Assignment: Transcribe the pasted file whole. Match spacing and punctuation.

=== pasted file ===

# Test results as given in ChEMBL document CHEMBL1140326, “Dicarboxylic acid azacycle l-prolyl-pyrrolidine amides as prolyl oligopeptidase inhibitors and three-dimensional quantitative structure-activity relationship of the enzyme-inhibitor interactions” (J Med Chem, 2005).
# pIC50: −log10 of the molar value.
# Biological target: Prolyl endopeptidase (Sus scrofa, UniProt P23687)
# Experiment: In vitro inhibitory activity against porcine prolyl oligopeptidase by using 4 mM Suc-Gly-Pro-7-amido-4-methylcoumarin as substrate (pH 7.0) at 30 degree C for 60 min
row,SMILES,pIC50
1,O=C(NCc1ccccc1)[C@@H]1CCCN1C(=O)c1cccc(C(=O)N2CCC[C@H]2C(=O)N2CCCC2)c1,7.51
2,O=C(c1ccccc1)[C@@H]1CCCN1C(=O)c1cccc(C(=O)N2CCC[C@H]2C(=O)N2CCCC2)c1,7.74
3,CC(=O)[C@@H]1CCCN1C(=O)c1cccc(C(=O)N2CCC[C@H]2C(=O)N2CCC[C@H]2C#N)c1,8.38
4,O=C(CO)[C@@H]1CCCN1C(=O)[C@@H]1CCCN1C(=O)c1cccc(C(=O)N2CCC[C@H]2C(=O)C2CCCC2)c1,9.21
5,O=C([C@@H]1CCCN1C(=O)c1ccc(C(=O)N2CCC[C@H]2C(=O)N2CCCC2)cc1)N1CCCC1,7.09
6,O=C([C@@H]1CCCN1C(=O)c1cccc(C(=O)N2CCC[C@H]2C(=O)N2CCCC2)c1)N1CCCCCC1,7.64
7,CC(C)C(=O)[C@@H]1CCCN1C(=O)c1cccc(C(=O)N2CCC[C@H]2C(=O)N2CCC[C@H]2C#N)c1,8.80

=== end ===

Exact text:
# Test results as given in ChEMBL document CHEMBL1140326, “Dicarboxylic acid azacycle l-prolyl-pyrrolidine amides as prolyl oligopeptidase inhibitors and three-dimensional quantitative structure-activity relationship of the enzyme-inhibitor interactions” (J Med Chem, 2005).
# pIC50: −log10 of the molar value.
# Biological target: Prolyl endopeptidase (Sus scrofa, UniProt P23687)
# Experiment: In vitro inhibitory activity against porcine prolyl oligopeptidase by using 4 mM Suc-Gly-Pro-7-amido-4-methylcoumarin as substrate (pH 7.0) at 30 degree C for 60 min
row,SMILES,pIC50
1,O=C(NCc1ccccc1)[C@@H]1CCCN1C(=O)c1cccc(C(=O)N2CCC[C@H]2C(=O)N2CCCC2)c1,7.51
2,O=C(c1ccccc1)[C@@H]1CCCN1C(=O)c1cccc(C(=O)N2CCC[C@H]2C(=O)N2CCCC2)c1,7.74
3,CC(=O)[C@@H]1CCCN1C(=O)c1cccc(C(=O)N2CCC[C@H]2C(=O)N2CCC[C@H]2C#N)c1,8.38
4,O=C(CO)[C@@H]1CCCN1C(=O)[C@@H]1CCCN1C(=O)c1cccc(C(=O)N2CCC[C@H]2C(=O)C2CCCC2)c1,9.21
5,O=C([C@@H]1CCCN1C(=O)c1ccc(C(=O)N2CCC[C@H]2C(=O)N2CCCC2)cc1)N1CCCC1,7.09
6,O=C([C@@H]1CCCN1C(=O)c1cccc(C(=O)N2CCC[C@H]2C(=O)N2CCCC2)c1)N1CCCCCC1,7.64
7,CC(C)C(=O)[C@@H]1CCCN1C(=O)c1cccc(C(=O)N2CCC[C@H]2C(=O)N2CCC[C@H]2C#N)c1,8.80